Those include further limits on carry-on luggage; more searches, including pat-downs; and requiring passengers to stay in their seats for the last hour of their flights.
Napolitano said the suspect in the attempted bombing, Umar Farouk Abdulmutallab, appeared to be acting alone -- though shortly after his arrest, he allegedly said he had obtained a specialized explosive chemical compound and a syringe from an Al Qaeda bomb expert in Yemen.
She praised passengers and crew for helping avert a potential tragedy, and she praised the quick notification of other flights in the air.
“The whole process of making sure that we respond properly, correctly and effectively went very smoothly,” Napolitano said on CNN’s “State of the Union.”
Michigan Rep. Peter Hoekstra, the ranking Republican on the House Select Intelligence Committee, accused the administration of being soft on terrorism, including on young Muslims who appear to get radicalized and then seek help from Al Qaeda.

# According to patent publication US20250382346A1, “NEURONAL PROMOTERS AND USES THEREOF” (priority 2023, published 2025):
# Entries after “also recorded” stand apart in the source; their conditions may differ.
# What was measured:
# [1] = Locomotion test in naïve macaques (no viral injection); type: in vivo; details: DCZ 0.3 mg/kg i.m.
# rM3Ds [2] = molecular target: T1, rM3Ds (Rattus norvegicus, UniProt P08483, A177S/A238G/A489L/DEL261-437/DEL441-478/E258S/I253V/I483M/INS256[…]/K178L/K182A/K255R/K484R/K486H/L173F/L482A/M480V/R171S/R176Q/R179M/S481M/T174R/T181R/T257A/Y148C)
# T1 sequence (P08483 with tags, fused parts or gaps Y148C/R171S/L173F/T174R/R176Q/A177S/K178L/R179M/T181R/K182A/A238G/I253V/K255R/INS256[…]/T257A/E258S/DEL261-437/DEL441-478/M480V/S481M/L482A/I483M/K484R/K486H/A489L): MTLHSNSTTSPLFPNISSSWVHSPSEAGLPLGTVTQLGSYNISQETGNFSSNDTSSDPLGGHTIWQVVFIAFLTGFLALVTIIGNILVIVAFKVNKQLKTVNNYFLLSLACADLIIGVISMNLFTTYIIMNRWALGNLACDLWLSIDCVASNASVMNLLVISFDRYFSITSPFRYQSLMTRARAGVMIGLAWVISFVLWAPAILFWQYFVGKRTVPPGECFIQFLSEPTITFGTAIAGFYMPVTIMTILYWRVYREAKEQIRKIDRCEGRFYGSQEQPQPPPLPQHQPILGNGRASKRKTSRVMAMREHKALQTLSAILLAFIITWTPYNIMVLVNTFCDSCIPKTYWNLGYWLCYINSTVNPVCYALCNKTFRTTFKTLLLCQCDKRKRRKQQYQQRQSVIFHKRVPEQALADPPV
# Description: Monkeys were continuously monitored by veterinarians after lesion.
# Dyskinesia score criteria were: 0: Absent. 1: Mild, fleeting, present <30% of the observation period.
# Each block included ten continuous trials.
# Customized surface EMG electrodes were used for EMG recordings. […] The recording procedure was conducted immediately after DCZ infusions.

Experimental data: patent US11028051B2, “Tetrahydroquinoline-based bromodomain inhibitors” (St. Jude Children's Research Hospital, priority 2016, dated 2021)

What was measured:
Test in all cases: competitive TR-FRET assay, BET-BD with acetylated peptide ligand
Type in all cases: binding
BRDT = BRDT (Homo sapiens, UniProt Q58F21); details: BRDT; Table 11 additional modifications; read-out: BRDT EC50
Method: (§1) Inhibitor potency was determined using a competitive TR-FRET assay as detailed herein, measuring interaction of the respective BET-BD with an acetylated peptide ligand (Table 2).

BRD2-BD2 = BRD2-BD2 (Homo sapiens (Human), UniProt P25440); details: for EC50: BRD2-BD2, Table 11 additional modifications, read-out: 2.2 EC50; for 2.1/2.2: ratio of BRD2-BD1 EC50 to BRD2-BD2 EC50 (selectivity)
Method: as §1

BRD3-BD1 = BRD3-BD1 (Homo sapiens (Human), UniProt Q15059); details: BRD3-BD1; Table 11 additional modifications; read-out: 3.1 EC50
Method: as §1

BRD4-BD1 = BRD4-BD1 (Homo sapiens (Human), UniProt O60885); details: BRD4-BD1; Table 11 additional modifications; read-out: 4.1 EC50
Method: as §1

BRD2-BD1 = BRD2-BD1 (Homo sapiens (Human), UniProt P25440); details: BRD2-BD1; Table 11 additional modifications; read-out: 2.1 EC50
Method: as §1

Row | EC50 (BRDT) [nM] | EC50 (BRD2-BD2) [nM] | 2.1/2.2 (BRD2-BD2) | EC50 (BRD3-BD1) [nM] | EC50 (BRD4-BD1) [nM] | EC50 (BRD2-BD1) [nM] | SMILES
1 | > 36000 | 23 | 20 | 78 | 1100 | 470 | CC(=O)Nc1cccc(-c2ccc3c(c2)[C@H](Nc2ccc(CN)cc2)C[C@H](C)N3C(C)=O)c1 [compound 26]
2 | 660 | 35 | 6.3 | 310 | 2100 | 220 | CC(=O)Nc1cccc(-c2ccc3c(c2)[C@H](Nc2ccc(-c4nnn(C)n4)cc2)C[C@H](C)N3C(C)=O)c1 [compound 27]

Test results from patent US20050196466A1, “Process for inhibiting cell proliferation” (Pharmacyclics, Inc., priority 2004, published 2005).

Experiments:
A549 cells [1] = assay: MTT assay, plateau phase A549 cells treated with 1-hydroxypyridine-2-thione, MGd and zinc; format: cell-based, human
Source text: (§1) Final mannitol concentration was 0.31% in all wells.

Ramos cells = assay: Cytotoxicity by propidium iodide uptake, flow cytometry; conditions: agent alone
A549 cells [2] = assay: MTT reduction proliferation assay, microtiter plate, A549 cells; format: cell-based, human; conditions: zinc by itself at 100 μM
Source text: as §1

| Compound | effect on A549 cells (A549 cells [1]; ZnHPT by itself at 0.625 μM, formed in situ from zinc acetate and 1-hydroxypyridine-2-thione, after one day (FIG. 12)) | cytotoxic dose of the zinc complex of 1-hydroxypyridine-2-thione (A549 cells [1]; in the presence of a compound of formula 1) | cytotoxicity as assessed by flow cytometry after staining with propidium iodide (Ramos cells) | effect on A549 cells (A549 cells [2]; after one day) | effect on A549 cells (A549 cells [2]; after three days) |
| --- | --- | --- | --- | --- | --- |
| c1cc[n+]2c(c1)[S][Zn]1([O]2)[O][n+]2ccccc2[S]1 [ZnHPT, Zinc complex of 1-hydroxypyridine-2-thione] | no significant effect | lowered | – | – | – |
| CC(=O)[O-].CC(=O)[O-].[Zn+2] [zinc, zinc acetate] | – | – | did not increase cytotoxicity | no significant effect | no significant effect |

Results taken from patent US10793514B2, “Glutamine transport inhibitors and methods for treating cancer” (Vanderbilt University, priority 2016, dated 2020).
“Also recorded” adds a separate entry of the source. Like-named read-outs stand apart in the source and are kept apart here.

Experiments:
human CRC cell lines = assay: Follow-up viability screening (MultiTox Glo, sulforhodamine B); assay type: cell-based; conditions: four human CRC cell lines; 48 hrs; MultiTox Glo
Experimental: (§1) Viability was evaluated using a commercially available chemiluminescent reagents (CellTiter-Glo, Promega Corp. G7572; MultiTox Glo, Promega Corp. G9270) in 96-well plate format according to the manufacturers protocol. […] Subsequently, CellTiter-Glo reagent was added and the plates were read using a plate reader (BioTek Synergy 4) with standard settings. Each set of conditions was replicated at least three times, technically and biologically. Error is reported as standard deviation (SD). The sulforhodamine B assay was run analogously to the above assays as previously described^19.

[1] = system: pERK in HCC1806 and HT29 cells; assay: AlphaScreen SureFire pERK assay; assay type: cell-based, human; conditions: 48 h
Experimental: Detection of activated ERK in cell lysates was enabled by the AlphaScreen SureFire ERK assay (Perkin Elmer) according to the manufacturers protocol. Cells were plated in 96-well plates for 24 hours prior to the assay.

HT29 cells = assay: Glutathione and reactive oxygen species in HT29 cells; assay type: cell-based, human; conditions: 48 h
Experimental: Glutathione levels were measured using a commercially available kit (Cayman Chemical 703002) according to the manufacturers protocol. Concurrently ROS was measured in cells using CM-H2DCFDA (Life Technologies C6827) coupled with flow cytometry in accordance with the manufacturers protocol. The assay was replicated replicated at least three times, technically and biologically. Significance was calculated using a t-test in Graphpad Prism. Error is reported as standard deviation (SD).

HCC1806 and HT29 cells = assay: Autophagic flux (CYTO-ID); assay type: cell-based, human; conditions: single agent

“Homegrown terrorism, the threat to the United States, is real,” Hoekstra told “Fox News Sunday.” “I think this administration has downplayed it. They need to recognize it, identify it. It is the only way we are going to defeat it.”
Napolitano said that U.S. authorities had placed Abdulmutallab on a general counter-terrorism watch list that contains about 550,000 names, which is shared with airlines and foreign security agencies. Administration officials acknowledged that he was placed on that list about a month ago after his father, a respected Nigerian banker, told U.S. authorities that his son had been radicalized and had ties to militants.
But Napolitano said that without specific and “credible” evidence of suspicious activity, Abdulmutallab could not be formally classified as the sort of security risk that would bar him from traveling to the United States.